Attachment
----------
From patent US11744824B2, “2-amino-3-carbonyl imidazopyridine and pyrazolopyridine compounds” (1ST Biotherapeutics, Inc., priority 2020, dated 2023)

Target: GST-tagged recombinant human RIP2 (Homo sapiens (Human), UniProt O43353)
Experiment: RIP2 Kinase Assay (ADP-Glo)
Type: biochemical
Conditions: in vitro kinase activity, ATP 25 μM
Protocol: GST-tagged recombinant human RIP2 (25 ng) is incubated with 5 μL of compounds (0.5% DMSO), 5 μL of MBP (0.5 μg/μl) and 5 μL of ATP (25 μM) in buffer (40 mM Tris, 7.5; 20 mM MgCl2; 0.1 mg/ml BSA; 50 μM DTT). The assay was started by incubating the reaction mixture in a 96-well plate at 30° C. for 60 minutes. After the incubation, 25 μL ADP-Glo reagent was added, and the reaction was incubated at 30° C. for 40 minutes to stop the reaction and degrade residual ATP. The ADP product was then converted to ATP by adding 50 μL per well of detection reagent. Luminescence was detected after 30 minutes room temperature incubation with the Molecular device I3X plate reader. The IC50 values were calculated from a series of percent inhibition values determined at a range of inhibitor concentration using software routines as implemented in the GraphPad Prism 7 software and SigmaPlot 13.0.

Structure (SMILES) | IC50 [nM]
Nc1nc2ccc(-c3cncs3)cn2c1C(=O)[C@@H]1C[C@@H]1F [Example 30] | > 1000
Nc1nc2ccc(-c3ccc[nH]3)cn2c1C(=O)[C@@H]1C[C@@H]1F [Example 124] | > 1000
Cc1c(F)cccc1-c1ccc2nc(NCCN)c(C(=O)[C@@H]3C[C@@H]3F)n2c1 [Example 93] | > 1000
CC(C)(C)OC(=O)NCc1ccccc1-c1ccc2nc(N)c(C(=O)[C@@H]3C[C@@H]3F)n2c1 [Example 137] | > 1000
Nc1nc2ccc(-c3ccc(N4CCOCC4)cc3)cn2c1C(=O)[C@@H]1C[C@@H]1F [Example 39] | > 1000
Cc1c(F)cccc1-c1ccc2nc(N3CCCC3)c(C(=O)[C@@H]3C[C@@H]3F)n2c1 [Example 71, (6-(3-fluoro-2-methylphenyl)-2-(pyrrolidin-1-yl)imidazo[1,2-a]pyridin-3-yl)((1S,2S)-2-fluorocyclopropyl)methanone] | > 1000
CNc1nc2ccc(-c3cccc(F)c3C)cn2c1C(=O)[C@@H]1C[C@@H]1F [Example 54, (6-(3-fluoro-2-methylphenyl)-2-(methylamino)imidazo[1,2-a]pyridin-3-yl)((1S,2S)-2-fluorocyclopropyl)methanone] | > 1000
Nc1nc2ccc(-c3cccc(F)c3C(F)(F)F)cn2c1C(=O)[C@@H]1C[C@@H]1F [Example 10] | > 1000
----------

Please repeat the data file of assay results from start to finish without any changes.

From patent US11744824B2, “2-amino-3-carbonyl imidazopyridine and pyrazolopyridine compounds” (1ST Biotherapeutics, Inc., priority 2020, dated 2023)

Target: GST-tagged recombinant human RIP2 (Homo sapiens (Human), UniProt O43353)
Experiment: RIP2 Kinase Assay (ADP-Glo)
Type: biochemical
Conditions: in vitro kinase activity, ATP 25 μM
Protocol: GST-tagged recombinant human RIP2 (25 ng) is incubated with 5 μL of compounds (0.5% DMSO), 5 μL of MBP (0.5 μg/μl) and 5 μL of ATP (25 μM) in buffer (40 mM Tris, 7.5; 20 mM MgCl2; 0.1 mg/ml BSA; 50 μM DTT). The assay was started by incubating the reaction mixture in a 96-well plate at 30° C. for 60 minutes. After the incubation, 25 μL ADP-Glo reagent was added, and the reaction was incubated at 30° C. for 40 minutes to stop the reaction and degrade residual ATP. The ADP product was then converted to ATP by adding 50 μL per well of detection reagent. Luminescence was detected after 30 minutes room temperature incubation with the Molecular device I3X plate reader. The IC50 values were calculated from a series of percent inhibition values determined at a range of inhibitor concentration using software routines as implemented in the GraphPad Prism 7 software and SigmaPlot 13.0.

Structure (SMILES) | IC50 [nM]
Nc1nc2ccc(-c3cncs3)cn2c1C(=O)[C@@H]1C[C@@H]1F [Example 30] | > 1000
Nc1nc2ccc(-c3ccc[nH]3)cn2c1C(=O)[C@@H]1C[C@@H]1F [Example 124] | > 1000
Cc1c(F)cccc1-c1ccc2nc(NCCN)c(C(=O)[C@@H]3C[C@@H]3F)n2c1 [Example 93] | > 1000
CC(C)(C)OC(=O)NCc1ccccc1-c1ccc2nc(N)c(C(=O)[C@@H]3C[C@@H]3F)n2c1 [Example 137] | > 1000
Nc1nc2ccc(-c3ccc(N4CCOCC4)cc3)cn2c1C(=O)[C@@H]1C[C@@H]1F [Example 39] | > 1000
Cc1c(F)cccc1-c1ccc2nc(N3CCCC3)c(C(=O)[C@@H]3C[C@@H]3F)n2c1 [Example 71, (6-(3-fluoro-2-methylphenyl)-2-(pyrrolidin-1-yl)imidazo[1,2-a]pyridin-3-yl)((1S,2S)-2-fluorocyclopropyl)methanone] | > 1000
CNc1nc2ccc(-c3cccc(F)c3C)cn2c1C(=O)[C@@H]1C[C@@H]1F [Example 54, (6-(3-fluoro-2-methylphenyl)-2-(methylamino)imidazo[1,2-a]pyridin-3-yl)((1S,2S)-2-fluorocyclopropyl)methanone] | > 1000
Nc1nc2ccc(-c3cccc(F)c3C(F)(F)F)cn2c1C(=O)[C@@H]1C[C@@H]1F [Example 10] | > 1000